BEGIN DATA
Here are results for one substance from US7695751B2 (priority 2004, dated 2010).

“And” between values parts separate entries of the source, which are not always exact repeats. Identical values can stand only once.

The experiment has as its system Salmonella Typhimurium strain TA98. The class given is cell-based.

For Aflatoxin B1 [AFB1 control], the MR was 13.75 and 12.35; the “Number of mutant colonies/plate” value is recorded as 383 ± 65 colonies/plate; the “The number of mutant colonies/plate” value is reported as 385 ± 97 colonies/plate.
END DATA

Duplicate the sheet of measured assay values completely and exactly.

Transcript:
Here are results for one substance from US7695751B2 (priority 2004, dated 2010).

“And” between values parts separate entries of the source, which are not always exact repeats. Identical values can stand only once.

The experiment has as its system Salmonella Typhimurium strain TA98. The class given is cell-based.

For Aflatoxin B1 [AFB1 control], the MR was 13.75 and 12.35; the “Number of mutant colonies/plate” value is recorded as 383 ± 65 colonies/plate; the “The number of mutant colonies/plate” value is reported as 385 ± 97 colonies/plate.